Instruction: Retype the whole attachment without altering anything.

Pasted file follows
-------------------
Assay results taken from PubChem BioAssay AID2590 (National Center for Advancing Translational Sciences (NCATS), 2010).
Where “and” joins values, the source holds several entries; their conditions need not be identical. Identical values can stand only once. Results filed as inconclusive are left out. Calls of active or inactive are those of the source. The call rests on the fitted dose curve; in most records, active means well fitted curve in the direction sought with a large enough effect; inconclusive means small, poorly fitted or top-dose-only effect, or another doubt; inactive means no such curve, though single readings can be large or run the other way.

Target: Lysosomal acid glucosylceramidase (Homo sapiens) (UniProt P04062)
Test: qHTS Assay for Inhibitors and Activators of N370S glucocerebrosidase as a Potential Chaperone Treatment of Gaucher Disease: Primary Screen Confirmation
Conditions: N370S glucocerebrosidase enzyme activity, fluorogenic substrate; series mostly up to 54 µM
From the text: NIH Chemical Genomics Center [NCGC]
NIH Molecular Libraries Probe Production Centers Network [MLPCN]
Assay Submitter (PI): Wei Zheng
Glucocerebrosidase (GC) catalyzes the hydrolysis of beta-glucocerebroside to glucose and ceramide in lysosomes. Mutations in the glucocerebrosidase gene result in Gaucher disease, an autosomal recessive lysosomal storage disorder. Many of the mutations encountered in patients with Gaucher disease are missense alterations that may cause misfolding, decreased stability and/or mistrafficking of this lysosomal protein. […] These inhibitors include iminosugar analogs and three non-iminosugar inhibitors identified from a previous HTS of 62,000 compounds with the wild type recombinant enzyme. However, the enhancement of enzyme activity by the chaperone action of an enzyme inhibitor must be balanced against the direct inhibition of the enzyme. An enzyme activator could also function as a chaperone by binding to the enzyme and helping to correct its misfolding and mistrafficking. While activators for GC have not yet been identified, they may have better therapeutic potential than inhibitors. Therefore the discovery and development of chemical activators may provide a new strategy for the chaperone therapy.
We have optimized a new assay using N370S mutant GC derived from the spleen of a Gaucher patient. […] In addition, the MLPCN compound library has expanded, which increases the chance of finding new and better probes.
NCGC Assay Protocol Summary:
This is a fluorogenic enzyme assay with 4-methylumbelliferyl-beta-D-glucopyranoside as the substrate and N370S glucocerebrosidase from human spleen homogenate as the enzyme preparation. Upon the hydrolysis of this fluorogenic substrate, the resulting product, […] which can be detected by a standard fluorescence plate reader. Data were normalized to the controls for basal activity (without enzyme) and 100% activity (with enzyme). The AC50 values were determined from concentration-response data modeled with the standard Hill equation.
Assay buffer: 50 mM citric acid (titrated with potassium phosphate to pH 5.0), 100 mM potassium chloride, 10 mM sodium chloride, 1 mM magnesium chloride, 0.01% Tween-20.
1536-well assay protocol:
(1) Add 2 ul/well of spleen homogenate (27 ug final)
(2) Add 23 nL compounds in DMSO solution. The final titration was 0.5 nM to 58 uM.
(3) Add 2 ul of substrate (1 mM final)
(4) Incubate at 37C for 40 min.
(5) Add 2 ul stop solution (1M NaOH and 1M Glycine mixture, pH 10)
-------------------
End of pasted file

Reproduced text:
Assay results taken from PubChem BioAssay AID2590 (National Center for Advancing Translational Sciences (NCATS), 2010).
Where “and” joins values, the source holds several entries; their conditions need not be identical. Identical values can stand only once. Results filed as inconclusive are left out. Calls of active or inactive are those of the source. The call rests on the fitted dose curve; in most records, active means well fitted curve in the direction sought with a large enough effect; inconclusive means small, poorly fitted or top-dose-only effect, or another doubt; inactive means no such curve, though single readings can be large or run the other way.

Target: Lysosomal acid glucosylceramidase (Homo sapiens) (UniProt P04062)
Test: qHTS Assay for Inhibitors and Activators of N370S glucocerebrosidase as a Potential Chaperone Treatment of Gaucher Disease: Primary Screen Confirmation
Conditions: N370S glucocerebrosidase enzyme activity, fluorogenic substrate; series mostly up to 54 µM
From the text: NIH Chemical Genomics Center [NCGC]
NIH Molecular Libraries Probe Production Centers Network [MLPCN]
Assay Submitter (PI): Wei Zheng
Glucocerebrosidase (GC) catalyzes the hydrolysis of beta-glucocerebroside to glucose and ceramide in lysosomes. Mutations in the glucocerebrosidase gene result in Gaucher disease, an autosomal recessive lysosomal storage disorder. Many of the mutations encountered in patients with Gaucher disease are missense alterations that may cause misfolding, decreased stability and/or mistrafficking of this lysosomal protein. […] These inhibitors include iminosugar analogs and three non-iminosugar inhibitors identified from a previous HTS of 62,000 compounds with the wild type recombinant enzyme. However, the enhancement of enzyme activity by the chaperone action of an enzyme inhibitor must be balanced against the direct inhibition of the enzyme. An enzyme activator could also function as a chaperone by binding to the enzyme and helping to correct its misfolding and mistrafficking. While activators for GC have not yet been identified, they may have better therapeutic potential than inhibitors. Therefore the discovery and development of chemical activators may provide a new strategy for the chaperone therapy.
We have optimized a new assay using N370S mutant GC derived from the spleen of a Gaucher patient. […] In addition, the MLPCN compound library has expanded, which increases the chance of finding new and better probes.
NCGC Assay Protocol Summary:
This is a fluorogenic enzyme assay with 4-methylumbelliferyl-beta-D-glucopyranoside as the substrate and N370S glucocerebrosidase from human spleen homogenate as the enzyme preparation. Upon the hydrolysis of this fluorogenic substrate, the resulting product, […] which can be detected by a standard fluorescence plate reader. Data were normalized to the controls for basal activity (without enzyme) and 100% activity (with enzyme). The AC50 values were determined from concentration-response data modeled with the standard Hill equation.
Assay buffer: 50 mM citric acid (titrated with potassium phosphate to pH 5.0), 100 mM potassium chloride, 10 mM sodium chloride, 1 mM magnesium chloride, 0.01% Tween-20.
1536-well assay protocol:
(1) Add 2 ul/well of spleen homogenate (27 ug final)
(2) Add 23 nL compounds in DMSO solution. The final titration was 0.5 nM to 58 uM.
(3) Add 2 ul of substrate (1 mM final)
(4) Incubate at 37C for 40 min.
(5) Add 2 ul stop solution (1M NaOH and 1M Glycine mixture, pH 10)